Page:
More precisely, FIG. 2 shows firstly the variation of the ratio of H2 produced per Nm3 of natural gas consumed as a function of the temperature in the case of a reaction using 100 Nm3/h of air and secondly the variation of the molar composition of solid carbon in the atmosphere produced as a function of the temperature.
 For each temperature studied, it is clear that the maximum hydrogen efficiency is located within the range of low contents of natural gas in the natural gas/air mixture.
 This maximum is particularly high when the temperature is high and always corresponds to a composition of natural gas/air mixture in which the quantity of solid carbon produced is very low or even negligible.
 Furthermore, the CH4+½ O2→CO+2H2 reaction takes place with an increase in the number of moles, and consequently it is thermodynamically improved by a reduction of the total pressure.
 This influence is demonstrated in FIG. 3 that shows the variation of the hydrogen content in the atmosphere produced as a function of the natural gas flow, for 2 different usage pressures and 3 different usage temperatures.
 Note also that as the temperature increases, the difference between the hydrogen composition obtained at 10 bars and at 6 bars reduces.
 Therefore in other words, the principle of the invention is based on the production of a hydrogen rich gaseous mixture (for example 36% H2, 41% N2, 20% CO) by partial catalytic oxidation preferably operating under pressure (of the order of 10 bars) and at a temperature of less than 1100° C., and preferably less than 1000° C.
 In this respect, the following procedures may be envisaged in order to implement the process according to the invention:
 pressure: 5 to 20 bars absolute
 temperature: 650 to 1000° C., knowing that conventional endothermal generators available on the market operate at higher temperatures (>1100° C.)
 richness of the CH4/O2 mixture: the ratio of the CH4 volume flow to the oxygen volume flow is between 1 and 2.5 and is preferably between 1.5 and 2.
 As shown in FIGS. 1 and 4, the catalytic reactor 1 supplied with air and natural gas may be fully or partially filled with catalyst, for example the catalyst bed may be supported on an inert depth of material such as ceramic balls, inactive alumina, etc., or may be sandwiched between these materials.
 The catalyst is composed of an active metallic phase deposited on a porous support. The metal may be nickel or a noble metal such as platinum, rhodium, palladium or a combination of these metals, and the support may be alumina, zeolite, silica, an aluminosilicate or silicon carbide.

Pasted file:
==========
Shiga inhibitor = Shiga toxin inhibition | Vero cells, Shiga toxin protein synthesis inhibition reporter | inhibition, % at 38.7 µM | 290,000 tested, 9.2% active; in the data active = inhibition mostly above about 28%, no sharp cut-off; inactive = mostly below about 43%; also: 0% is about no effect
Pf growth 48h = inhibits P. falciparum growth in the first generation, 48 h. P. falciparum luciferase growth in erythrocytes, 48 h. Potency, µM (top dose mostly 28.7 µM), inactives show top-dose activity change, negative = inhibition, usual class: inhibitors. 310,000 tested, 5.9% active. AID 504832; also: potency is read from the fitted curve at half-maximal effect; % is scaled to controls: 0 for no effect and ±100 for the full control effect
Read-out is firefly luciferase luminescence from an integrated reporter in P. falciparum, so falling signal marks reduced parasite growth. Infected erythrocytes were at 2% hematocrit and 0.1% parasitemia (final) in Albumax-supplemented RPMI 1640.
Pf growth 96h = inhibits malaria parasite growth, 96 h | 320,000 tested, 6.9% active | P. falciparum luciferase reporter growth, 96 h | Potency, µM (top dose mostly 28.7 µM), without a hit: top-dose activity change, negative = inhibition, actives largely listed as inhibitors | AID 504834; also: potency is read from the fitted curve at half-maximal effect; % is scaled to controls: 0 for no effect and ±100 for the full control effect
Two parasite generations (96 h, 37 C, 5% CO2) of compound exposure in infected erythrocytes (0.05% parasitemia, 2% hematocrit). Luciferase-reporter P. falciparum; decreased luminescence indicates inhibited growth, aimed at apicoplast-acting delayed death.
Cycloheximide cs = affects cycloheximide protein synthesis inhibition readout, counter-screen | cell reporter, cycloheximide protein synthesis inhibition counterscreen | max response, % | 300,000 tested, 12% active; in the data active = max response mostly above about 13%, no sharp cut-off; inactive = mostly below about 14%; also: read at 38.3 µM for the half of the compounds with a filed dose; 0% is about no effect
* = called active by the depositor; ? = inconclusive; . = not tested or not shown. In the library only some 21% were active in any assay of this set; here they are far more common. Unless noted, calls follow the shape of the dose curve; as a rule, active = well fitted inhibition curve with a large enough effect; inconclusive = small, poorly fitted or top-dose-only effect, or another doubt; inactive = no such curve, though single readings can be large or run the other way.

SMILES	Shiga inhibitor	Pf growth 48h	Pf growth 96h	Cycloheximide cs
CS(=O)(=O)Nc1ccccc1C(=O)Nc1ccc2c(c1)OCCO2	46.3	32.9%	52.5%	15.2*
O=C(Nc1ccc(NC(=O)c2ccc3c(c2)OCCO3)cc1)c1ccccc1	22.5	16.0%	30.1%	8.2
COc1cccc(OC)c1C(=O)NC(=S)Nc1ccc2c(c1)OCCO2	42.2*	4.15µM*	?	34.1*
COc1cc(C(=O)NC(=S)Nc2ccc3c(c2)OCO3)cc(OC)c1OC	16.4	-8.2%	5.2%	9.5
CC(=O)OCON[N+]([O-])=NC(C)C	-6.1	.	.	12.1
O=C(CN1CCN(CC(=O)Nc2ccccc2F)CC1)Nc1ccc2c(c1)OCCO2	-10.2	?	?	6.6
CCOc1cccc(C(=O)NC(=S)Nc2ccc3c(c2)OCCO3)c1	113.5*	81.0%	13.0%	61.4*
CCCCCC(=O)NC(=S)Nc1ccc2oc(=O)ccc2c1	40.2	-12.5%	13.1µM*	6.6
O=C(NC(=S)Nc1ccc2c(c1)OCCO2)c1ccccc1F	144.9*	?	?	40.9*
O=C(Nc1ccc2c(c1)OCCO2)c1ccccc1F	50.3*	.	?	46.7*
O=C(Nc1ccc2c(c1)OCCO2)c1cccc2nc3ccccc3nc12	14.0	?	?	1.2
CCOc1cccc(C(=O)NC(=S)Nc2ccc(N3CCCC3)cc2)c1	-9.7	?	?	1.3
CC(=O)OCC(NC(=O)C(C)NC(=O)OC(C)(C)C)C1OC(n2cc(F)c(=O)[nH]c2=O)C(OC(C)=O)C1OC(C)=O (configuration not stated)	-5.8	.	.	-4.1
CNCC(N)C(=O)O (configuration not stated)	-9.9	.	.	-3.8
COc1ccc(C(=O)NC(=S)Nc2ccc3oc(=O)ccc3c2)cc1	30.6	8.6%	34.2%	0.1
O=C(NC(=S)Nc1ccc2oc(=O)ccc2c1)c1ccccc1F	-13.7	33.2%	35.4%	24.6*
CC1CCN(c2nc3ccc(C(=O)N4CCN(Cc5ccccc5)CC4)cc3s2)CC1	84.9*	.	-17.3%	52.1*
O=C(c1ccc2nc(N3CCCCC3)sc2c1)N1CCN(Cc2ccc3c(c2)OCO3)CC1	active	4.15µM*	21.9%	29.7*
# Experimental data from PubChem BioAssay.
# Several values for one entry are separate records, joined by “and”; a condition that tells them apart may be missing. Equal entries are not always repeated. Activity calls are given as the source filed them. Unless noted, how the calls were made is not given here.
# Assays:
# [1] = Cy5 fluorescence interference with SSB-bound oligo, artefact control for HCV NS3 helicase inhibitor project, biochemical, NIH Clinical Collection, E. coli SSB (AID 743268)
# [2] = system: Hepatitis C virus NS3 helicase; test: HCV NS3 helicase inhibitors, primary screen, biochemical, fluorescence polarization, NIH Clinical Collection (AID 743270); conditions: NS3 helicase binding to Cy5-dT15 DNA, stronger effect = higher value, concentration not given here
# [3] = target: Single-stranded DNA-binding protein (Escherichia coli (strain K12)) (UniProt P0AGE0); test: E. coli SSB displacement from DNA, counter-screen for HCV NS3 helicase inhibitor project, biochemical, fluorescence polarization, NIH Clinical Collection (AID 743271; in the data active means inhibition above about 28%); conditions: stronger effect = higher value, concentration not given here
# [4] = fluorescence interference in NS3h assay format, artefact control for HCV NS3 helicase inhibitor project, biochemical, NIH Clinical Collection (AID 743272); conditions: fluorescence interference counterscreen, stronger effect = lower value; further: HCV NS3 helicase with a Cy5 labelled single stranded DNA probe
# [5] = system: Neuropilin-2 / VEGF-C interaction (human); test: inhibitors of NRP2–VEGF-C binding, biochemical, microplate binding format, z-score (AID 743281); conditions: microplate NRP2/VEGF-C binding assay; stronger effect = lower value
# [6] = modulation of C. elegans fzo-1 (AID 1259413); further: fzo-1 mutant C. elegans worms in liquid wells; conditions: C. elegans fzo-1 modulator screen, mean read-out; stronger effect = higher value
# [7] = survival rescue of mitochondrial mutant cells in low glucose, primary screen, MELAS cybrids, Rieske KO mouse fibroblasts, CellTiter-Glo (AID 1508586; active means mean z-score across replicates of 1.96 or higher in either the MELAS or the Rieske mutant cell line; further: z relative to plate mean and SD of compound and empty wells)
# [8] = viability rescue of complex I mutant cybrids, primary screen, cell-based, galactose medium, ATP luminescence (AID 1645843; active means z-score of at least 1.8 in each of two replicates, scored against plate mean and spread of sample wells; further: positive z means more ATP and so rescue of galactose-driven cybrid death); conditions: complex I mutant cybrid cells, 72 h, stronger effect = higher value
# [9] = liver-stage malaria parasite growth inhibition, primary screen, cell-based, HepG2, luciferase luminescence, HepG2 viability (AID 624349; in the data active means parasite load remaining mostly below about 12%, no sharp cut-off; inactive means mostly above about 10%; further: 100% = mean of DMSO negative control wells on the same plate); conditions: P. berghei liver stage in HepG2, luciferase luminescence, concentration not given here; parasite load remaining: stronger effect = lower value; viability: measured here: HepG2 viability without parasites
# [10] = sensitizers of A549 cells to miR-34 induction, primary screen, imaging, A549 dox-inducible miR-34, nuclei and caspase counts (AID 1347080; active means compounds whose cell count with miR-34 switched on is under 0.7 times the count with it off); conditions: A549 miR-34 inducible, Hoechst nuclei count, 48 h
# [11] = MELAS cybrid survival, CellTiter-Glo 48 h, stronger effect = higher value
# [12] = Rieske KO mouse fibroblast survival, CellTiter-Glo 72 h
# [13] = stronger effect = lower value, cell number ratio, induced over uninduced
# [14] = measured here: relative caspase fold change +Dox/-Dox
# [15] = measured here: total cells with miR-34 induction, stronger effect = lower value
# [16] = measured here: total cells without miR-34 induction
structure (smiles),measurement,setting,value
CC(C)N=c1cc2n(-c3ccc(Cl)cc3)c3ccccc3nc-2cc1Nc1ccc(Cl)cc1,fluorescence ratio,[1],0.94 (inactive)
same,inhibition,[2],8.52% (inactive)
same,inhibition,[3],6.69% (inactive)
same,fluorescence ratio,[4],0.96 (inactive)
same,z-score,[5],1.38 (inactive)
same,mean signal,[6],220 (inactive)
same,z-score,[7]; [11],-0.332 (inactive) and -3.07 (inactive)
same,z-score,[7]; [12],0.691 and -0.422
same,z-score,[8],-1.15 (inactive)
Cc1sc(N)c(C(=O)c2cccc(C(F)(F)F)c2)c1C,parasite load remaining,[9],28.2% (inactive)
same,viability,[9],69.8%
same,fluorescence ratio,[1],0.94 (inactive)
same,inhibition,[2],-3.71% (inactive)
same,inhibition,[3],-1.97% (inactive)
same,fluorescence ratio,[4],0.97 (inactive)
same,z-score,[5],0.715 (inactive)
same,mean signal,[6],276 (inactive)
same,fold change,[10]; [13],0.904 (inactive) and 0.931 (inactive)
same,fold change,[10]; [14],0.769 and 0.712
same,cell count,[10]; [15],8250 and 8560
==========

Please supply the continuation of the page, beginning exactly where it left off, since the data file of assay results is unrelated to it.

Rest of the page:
The separation unit 7 on the output side of the catalytic reactor 1 may be a PSA or TSA type unit or a unit using polymer membranes.
 Furthermore, soot present in the gas flow output from the catalytic reactor 1 may be eliminated in 2 by a cyclone device, a mechanical filter, an electrostatic deduster or a similar device.
 The invention may be used to produce pure hydrogen or to produce specific metal heat treatment atmospheres.
 Thus, in order to produce pure hydrogen, the separation unit may for example be a PSA unit or a membrane system, as shown diagrammatically in FIG. 1 attached.
 The PSA unit (in 3) is supplied (in 6) under pressure by the hydrogen rich gaseous mixture so that it can produce pure hydrogen (in 4) under pressure.
 The off gas, at a pressure close to atmospheric pressure and rich in CO (27%) and still containing hydrogen (˜15%) is sent (in 5) to a flare or a boiler burner to achieve heat cogeneration.
 The productivity of the PSA system is increased by working with short adsorption cycles, typically of the order of 60 seconds or less, and consequently the volume of PSA adsorbers is lower for the same quantity of gas produced.
 The pure hydrogen produced (in 4) is then delivered under pressure into the customer's network.
 Therefore, the process according to the invention eliminates the conventional gas to water reaction step:
 Therefore, the hydrogen production efficiency is not as good, but in the context of producing small quantities of hydrogen, in other words less than 300 Nm3/h, the problem of energy efficiency is no longer overriding. The proportion of the investment cost in the price of the gas produced becomes the most important.
 In this context, the fact of simplifying the process, in other words eliminating the “shift conversion” catalytic reactor and the demineralised water production unit is more useful than increasing the hydrogen production efficiency.
 Furthermore, a second extremely important element in the case of hydrogen production “on site” is maintenance and ease of use. Simplification of the process can reduce the maintenance and operation costs for the unit, since these costs are of the same order as the costs for natural gas consumption and equipment depreciation.
 Furthermore, as shown diagrammatically in FIG. 4 attached, in order to produce specific heat treatment atmospheres, the separation unit 7 is a TSA (Temperature Swing Adsorption) unit or a PSA (Pressure Swing Adsorption) unit supplied (in 6) with gas at a pressure of 10 bars and comprising 1 to n beds which contain adsorbents (active alumina, zeolite, active carbon), which produces (in 8) a reducing CO/H2 mixture free of oxidizing compounds (H2O, CO2) themselves being stopped by a separation unit 7 that eliminates water vapour and carbon dioxide contained in the gas flow (contents<1 ppm of water). For comparison, existing generators produce an atmosphere containing a molar content of water less than 1%, which is 10 000 times higher.
 Adsorbers in the separation unit 7 may be regenerated using nitrogen available on site or with part of the product, or with another dry gas with a small content of CO2 present on the site.